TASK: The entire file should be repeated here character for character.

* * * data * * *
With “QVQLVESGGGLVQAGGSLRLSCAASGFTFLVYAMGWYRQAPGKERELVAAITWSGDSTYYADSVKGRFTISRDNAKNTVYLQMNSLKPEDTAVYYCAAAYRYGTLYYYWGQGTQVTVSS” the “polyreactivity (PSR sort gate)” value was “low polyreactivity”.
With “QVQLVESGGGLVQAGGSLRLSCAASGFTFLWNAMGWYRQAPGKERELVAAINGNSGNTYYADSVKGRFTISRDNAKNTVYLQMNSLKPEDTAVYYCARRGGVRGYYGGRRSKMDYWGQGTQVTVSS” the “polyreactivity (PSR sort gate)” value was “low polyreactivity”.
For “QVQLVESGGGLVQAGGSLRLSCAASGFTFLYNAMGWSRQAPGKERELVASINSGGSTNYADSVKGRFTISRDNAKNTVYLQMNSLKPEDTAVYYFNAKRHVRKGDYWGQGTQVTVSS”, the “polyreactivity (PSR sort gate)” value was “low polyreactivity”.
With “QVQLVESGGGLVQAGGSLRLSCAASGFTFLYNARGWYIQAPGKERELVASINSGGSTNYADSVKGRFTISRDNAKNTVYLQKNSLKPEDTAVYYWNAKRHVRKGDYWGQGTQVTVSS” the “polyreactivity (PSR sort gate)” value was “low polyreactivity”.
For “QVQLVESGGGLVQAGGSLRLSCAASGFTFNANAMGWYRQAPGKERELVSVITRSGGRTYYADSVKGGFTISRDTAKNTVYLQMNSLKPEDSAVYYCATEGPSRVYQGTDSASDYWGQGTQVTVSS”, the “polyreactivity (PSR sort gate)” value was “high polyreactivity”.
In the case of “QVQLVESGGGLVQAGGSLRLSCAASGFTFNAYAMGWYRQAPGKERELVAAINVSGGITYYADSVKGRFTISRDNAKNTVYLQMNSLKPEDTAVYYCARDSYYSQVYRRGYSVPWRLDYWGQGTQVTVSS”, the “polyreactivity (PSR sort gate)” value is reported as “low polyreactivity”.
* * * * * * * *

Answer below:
With “QVQLVESGGGLVQAGGSLRLSCAASGFTFLVYAMGWYRQAPGKERELVAAITWSGDSTYYADSVKGRFTISRDNAKNTVYLQMNSLKPEDTAVYYCAAAYRYGTLYYYWGQGTQVTVSS” the “polyreactivity (PSR sort gate)” value was “low polyreactivity”.
With “QVQLVESGGGLVQAGGSLRLSCAASGFTFLWNAMGWYRQAPGKERELVAAINGNSGNTYYADSVKGRFTISRDNAKNTVYLQMNSLKPEDTAVYYCARRGGVRGYYGGRRSKMDYWGQGTQVTVSS” the “polyreactivity (PSR sort gate)” value was “low polyreactivity”.
For “QVQLVESGGGLVQAGGSLRLSCAASGFTFLYNAMGWSRQAPGKERELVASINSGGSTNYADSVKGRFTISRDNAKNTVYLQMNSLKPEDTAVYYFNAKRHVRKGDYWGQGTQVTVSS”, the “polyreactivity (PSR sort gate)” value was “low polyreactivity”.
With “QVQLVESGGGLVQAGGSLRLSCAASGFTFLYNARGWYIQAPGKERELVASINSGGSTNYADSVKGRFTISRDNAKNTVYLQKNSLKPEDTAVYYWNAKRHVRKGDYWGQGTQVTVSS” the “polyreactivity (PSR sort gate)” value was “low polyreactivity”.
For “QVQLVESGGGLVQAGGSLRLSCAASGFTFNANAMGWYRQAPGKERELVSVITRSGGRTYYADSVKGGFTISRDTAKNTVYLQMNSLKPEDSAVYYCATEGPSRVYQGTDSASDYWGQGTQVTVSS”, the “polyreactivity (PSR sort gate)” value was “high polyreactivity”.
In the case of “QVQLVESGGGLVQAGGSLRLSCAASGFTFNAYAMGWYRQAPGKERELVAAINVSGGITYYADSVKGRFTISRDNAKNTVYLQMNSLKPEDTAVYYCARDSYYSQVYRRGYSVPWRLDYWGQGTQVTVSS”, the “polyreactivity (PSR sort gate)” value is reported as “low polyreactivity”.